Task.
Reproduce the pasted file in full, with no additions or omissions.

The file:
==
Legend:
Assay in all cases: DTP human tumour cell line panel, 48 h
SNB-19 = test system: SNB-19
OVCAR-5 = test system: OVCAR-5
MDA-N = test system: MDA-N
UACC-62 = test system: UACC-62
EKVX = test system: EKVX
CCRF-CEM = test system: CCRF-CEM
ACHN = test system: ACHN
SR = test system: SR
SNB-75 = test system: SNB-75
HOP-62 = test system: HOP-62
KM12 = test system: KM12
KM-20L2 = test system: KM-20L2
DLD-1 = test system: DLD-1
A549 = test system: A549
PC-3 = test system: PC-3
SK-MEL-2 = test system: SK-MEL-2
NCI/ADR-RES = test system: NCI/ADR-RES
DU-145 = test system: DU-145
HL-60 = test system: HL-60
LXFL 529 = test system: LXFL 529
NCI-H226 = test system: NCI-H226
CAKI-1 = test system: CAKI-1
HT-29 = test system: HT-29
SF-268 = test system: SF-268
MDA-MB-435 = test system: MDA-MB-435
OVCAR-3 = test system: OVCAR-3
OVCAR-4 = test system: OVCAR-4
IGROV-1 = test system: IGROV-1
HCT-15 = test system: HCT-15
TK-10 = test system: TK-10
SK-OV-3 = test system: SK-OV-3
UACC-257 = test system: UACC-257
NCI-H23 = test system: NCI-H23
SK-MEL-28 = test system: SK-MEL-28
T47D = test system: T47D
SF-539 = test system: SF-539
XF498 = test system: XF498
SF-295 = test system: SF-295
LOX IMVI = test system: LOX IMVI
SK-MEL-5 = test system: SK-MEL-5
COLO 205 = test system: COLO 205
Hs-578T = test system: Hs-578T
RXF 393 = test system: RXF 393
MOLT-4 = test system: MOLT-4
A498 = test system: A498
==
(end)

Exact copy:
Legend:
Assay in all cases: DTP human tumour cell line panel, 48 h
SNB-19 = test system: SNB-19
OVCAR-5 = test system: OVCAR-5
MDA-N = test system: MDA-N
UACC-62 = test system: UACC-62
EKVX = test system: EKVX
CCRF-CEM = test system: CCRF-CEM
ACHN = test system: ACHN
SR = test system: SR
SNB-75 = test system: SNB-75
HOP-62 = test system: HOP-62
KM12 = test system: KM12
KM-20L2 = test system: KM-20L2
DLD-1 = test system: DLD-1
A549 = test system: A549
PC-3 = test system: PC-3
SK-MEL-2 = test system: SK-MEL-2
NCI/ADR-RES = test system: NCI/ADR-RES
DU-145 = test system: DU-145
HL-60 = test system: HL-60
LXFL 529 = test system: LXFL 529
NCI-H226 = test system: NCI-H226
CAKI-1 = test system: CAKI-1
HT-29 = test system: HT-29
SF-268 = test system: SF-268
MDA-MB-435 = test system: MDA-MB-435
OVCAR-3 = test system: OVCAR-3
OVCAR-4 = test system: OVCAR-4
IGROV-1 = test system: IGROV-1
HCT-15 = test system: HCT-15
TK-10 = test system: TK-10
SK-OV-3 = test system: SK-OV-3
UACC-257 = test system: UACC-257
NCI-H23 = test system: NCI-H23
SK-MEL-28 = test system: SK-MEL-28
T47D = test system: T47D
SF-539 = test system: SF-539
XF498 = test system: XF498
SF-295 = test system: SF-295
LOX IMVI = test system: LOX IMVI
SK-MEL-5 = test system: SK-MEL-5
COLO 205 = test system: COLO 205
Hs-578T = test system: Hs-578T
RXF 393 = test system: RXF 393
MOLT-4 = test system: MOLT-4
A498 = test system: A498